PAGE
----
Stories

The IRE Resource Center is a major research library containing more than 27,000 investigative stories.

Most of our stories are not available for download but can be easily ordered by contacting the Resource Center directly at 573-882-3364 or rescntr@ire.org where a researcher can help you pinpoint what you need.

Search results for "tax rolls" ...

  • Depreciating Values

    Our seven month investigation revealed how a long time property assessor manipulated property values for a handful of wealthy citizens and political supporters, so they would pay less in property taxes. We also showed how some large apartment complexes disappeared from the county tax rolls. Now the state is seeking to collect back taxes from nearly 200 property owners going back three years and the FBI and IRS are investigating.
  • A Taxing Matter

    The Skagit Co. Assessor's Office did not finish adding new construction to its tax rolls, meaning dozens of local districts did not receive at least $350,000 in tax revenue needed to help fund programs and services.
  • Poor Priorities?

    The Center Township trustee's office's primary goal is to help the poor and the needy, when it controls millions of dollars of real estate which is not on the tax rolls.
  • Unbalanced Taxes

    This five-article analysis of tax bills and assessments across New Jersey found a loosely regulated, unevenly enforced system allowing municipalities to calculate property tax bills using property assessments that in some cases are decades old. This article explores the implications of the problem and offers possible ways to reform the system. The series also exposes an inequality in the cost of property taxes in white and black neighborhoods. The cause of this imbalance are outdated tax rolls which may be in violation of federal civil rights laws. This tax discrimination can overcharge some homeowners anywhere from $400 to $1,400 per year. The series includes several graphics to illustrate the assessment and tax disparities in many New Jersey towns.
  • In no time, valuations are reduced: Douglas County Board members, alone or in pairs, cut almost $60 million from tax rolls this summer in unreviewed decisions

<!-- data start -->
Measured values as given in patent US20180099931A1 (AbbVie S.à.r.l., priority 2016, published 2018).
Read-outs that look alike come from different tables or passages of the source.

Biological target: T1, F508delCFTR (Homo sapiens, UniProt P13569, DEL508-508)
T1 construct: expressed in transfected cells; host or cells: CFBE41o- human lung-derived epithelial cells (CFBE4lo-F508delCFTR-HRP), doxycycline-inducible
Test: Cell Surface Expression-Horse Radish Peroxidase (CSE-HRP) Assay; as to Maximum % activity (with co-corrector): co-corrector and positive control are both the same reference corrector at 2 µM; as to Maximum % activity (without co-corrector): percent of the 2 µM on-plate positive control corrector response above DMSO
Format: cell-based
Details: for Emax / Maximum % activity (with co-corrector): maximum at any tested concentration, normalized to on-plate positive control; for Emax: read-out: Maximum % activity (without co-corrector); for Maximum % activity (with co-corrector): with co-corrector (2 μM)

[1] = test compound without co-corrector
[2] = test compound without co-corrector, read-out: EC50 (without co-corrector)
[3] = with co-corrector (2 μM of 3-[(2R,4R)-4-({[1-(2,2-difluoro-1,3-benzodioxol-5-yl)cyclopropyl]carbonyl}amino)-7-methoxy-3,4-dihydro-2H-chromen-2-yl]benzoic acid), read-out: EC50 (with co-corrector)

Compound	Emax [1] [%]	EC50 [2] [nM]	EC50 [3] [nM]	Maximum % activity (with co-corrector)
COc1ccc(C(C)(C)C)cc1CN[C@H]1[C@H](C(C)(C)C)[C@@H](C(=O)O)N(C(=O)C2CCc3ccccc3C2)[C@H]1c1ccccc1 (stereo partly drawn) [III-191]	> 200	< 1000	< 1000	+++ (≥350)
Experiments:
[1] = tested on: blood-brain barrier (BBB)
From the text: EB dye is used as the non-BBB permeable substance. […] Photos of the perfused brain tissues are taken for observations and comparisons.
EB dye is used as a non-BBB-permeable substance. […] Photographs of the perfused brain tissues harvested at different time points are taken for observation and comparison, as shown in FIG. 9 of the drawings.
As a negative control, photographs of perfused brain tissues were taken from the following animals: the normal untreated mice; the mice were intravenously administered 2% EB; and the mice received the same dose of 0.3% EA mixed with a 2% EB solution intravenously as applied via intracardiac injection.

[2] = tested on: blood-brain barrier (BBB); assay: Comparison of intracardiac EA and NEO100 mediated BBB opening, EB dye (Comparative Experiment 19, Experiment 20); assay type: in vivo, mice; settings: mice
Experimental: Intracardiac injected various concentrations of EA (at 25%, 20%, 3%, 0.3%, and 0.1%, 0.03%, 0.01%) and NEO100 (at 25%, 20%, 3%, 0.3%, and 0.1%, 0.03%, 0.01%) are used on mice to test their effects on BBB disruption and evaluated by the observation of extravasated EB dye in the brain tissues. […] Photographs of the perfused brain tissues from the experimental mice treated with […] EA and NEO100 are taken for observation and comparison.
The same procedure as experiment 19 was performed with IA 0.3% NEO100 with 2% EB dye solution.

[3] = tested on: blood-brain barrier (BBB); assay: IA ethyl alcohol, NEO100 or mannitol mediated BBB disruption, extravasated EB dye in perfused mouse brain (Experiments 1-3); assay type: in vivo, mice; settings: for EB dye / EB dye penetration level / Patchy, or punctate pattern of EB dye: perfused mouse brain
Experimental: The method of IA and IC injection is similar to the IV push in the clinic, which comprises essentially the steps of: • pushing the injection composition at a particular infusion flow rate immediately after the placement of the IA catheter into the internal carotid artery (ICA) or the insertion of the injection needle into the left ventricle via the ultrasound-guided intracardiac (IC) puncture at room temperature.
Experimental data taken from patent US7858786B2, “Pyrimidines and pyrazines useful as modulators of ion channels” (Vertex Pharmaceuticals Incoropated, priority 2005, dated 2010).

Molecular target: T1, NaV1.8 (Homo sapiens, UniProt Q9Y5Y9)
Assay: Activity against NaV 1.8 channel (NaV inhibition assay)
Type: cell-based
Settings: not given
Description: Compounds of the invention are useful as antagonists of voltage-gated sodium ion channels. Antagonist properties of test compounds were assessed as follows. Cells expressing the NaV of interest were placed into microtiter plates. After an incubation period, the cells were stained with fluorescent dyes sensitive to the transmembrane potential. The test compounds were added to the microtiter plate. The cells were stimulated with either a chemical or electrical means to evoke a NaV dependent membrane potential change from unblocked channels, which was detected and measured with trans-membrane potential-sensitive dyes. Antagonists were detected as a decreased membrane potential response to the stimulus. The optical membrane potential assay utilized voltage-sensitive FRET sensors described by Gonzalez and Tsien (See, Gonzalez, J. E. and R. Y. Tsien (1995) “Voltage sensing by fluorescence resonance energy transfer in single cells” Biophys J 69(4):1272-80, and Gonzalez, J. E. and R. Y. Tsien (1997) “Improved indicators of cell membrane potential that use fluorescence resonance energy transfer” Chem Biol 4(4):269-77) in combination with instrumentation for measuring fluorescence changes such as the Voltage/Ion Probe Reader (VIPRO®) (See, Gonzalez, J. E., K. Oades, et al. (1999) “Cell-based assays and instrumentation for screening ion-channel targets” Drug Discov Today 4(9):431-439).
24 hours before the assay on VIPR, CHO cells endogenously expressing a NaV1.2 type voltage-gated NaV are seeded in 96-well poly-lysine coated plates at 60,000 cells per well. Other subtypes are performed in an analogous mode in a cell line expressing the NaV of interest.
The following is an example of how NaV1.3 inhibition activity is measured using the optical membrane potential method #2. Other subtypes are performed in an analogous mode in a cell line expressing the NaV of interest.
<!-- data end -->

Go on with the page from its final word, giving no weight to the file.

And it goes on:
"A World-Herald analysis shows that the seven Douglas County board members, working alone or in pairs, cut almost $60 million from county tax rolls in cases that the full board rubber-stamped -- but never reviewed. Individual board members made decisions on the spot, often with little evidence or little time to examine property owners' claims. Most property owners obtained at least some reduction. In one noteworthy example, a lone commissioner cut nearly $11 million from the valuations of a campaign contributor who owns numerous apartments and office buildings -- reductions that were opposed by the county assessor's office and not supported by the board's own professional advisor. Some of his decisions took as little as one minute, and the whole process lasted less than an hour."
  • "Tax Inequity"; Unfair assessments, outdated rolls plague property tax collections

    The East Baton Rouge Parish Assessor's Office was found to be incorrectly appraising residential property taxes for new and current homeowners. Whenever property was sold, the new owners paid taxes on current values, and the former homeowners paid taxes on the outdated value of the home. According to the Louisiana Constitution, the assessor's office is required to update the values every four years. The article showed that more than half of the parish's properties had not been assessed in accordance with the constitution, and as a result, many were "being taxed on values that were well below market rates."
  • Death and Taxes

    An investigation into the city's property tax collection found that Detroit has one of the lowest collection rates of big cities nationwide, and fails to collect $60 million every year due to inaccurate and outdated tax rolls. The story also reported that Detroit is the only city in Michigan that collects its own property taxes, which was changed shortly after the story ran.
  • Farmland Tax Breaks

    The News Journal reveals that a property tax abatement program meant to aid small family farmers has become a tax dodge for real estate developers, wealthy families and big companies; a poorly written law and lax enforcement allows estate owners to reserve large tracts of private land off the tax rolls and helps developers and corporations avoid paying thousands of dollars a year in taxes.
  • Billboard Taxes; Defects in the Defense

    WTSP-TV (St. Petersberg, Fla.) finds billboard companies are not taxed properly or do not appear on tax rolls at all; state loses millions of dollars in revenues; companies that do report billboards undervalue their worth significantly; billboard industry was one of top 20 PAC spenders in Florida, February - September 1990.
  • (Untitled)

    Commercial Appeal reports on computerized reappraisal of real estate that shifted millions of dollars in property taxes from commercial and industrial property owners onto homeowners; tax rolls rife with errors and inconsistencies, Nov. 1-3, 1987.